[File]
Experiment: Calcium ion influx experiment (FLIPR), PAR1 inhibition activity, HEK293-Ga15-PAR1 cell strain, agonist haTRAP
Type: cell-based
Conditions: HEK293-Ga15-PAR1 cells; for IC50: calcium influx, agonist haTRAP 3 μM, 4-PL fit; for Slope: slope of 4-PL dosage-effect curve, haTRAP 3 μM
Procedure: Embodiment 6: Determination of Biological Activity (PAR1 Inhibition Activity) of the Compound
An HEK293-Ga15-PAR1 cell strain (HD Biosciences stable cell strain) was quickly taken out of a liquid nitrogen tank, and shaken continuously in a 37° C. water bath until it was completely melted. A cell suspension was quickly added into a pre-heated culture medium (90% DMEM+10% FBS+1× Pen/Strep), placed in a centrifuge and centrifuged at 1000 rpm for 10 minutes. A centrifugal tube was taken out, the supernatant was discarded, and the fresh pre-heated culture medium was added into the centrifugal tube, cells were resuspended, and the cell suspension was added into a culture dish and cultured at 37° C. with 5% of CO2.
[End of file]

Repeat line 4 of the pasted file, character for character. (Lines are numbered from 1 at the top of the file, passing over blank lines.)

Procedure: Embodiment 6: Determination of Biological Activity (PAR1 Inhibition Activity) of the Compound